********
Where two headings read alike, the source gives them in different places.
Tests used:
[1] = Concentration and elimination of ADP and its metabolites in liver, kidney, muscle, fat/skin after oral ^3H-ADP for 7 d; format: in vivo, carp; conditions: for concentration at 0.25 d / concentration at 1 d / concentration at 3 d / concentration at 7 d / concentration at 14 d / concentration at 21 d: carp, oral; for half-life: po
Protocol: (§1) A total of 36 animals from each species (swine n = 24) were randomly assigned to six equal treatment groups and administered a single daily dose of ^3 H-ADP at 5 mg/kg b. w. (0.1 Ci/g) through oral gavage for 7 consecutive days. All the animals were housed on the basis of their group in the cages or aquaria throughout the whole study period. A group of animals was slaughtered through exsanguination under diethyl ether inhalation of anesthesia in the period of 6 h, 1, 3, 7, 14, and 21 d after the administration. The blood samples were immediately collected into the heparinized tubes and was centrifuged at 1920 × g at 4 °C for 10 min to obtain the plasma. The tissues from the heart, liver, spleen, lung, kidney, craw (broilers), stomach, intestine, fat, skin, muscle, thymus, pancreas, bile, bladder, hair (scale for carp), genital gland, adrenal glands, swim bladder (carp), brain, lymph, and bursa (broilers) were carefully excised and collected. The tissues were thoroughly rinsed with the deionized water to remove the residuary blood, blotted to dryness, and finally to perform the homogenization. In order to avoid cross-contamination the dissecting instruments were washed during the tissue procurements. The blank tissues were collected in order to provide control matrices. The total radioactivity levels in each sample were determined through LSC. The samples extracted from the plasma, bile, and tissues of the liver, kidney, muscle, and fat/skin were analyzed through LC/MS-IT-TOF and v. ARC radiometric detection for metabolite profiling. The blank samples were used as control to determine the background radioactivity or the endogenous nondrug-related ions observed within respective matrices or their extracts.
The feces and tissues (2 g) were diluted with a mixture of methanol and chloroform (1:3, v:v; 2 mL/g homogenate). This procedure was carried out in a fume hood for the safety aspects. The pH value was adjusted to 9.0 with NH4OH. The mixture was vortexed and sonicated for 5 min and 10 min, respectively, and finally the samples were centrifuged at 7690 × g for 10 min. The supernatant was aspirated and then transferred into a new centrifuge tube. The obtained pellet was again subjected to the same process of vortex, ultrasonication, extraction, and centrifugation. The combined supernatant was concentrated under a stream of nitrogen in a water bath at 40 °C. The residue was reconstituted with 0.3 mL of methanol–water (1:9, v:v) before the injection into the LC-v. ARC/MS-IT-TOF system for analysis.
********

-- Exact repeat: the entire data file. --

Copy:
Where two headings read alike, the source gives them in different places.
Tests used:
[1] = Concentration and elimination of ADP and its metabolites in liver, kidney, muscle, fat/skin after oral ^3H-ADP for 7 d; format: in vivo, carp; conditions: for concentration at 0.25 d / concentration at 1 d / concentration at 3 d / concentration at 7 d / concentration at 14 d / concentration at 21 d: carp, oral; for half-life: po
Protocol: (§1) A total of 36 animals from each species (swine n = 24) were randomly assigned to six equal treatment groups and administered a single daily dose of ^3 H-ADP at 5 mg/kg b. w. (0.1 Ci/g) through oral gavage for 7 consecutive days. All the animals were housed on the basis of their group in the cages or aquaria throughout the whole study period. A group of animals was slaughtered through exsanguination under diethyl ether inhalation of anesthesia in the period of 6 h, 1, 3, 7, 14, and 21 d after the administration. The blood samples were immediately collected into the heparinized tubes and was centrifuged at 1920 × g at 4 °C for 10 min to obtain the plasma. The tissues from the heart, liver, spleen, lung, kidney, craw (broilers), stomach, intestine, fat, skin, muscle, thymus, pancreas, bile, bladder, hair (scale for carp), genital gland, adrenal glands, swim bladder (carp), brain, lymph, and bursa (broilers) were carefully excised and collected. The tissues were thoroughly rinsed with the deionized water to remove the residuary blood, blotted to dryness, and finally to perform the homogenization. In order to avoid cross-contamination the dissecting instruments were washed during the tissue procurements. The blank tissues were collected in order to provide control matrices. The total radioactivity levels in each sample were determined through LSC. The samples extracted from the plasma, bile, and tissues of the liver, kidney, muscle, and fat/skin were analyzed through LC/MS-IT-TOF and v. ARC radiometric detection for metabolite profiling. The blank samples were used as control to determine the background radioactivity or the endogenous nondrug-related ions observed within respective matrices or their extracts.
The feces and tissues (2 g) were diluted with a mixture of methanol and chloroform (1:3, v:v; 2 mL/g homogenate). This procedure was carried out in a fume hood for the safety aspects. The pH value was adjusted to 9.0 with NH4OH. The mixture was vortexed and sonicated for 5 min and 10 min, respectively, and finally the samples were centrifuged at 7690 × g for 10 min. The supernatant was aspirated and then transferred into a new centrifuge tube. The obtained pellet was again subjected to the same process of vortex, ultrasonication, extraction, and centrifugation. The combined supernatant was concentrated under a stream of nitrogen in a water bath at 40 °C. The residue was reconstituted with 0.3 mL of methanol–water (1:9, v:v) before the injection into the LC-v. ARC/MS-IT-TOF system for analysis.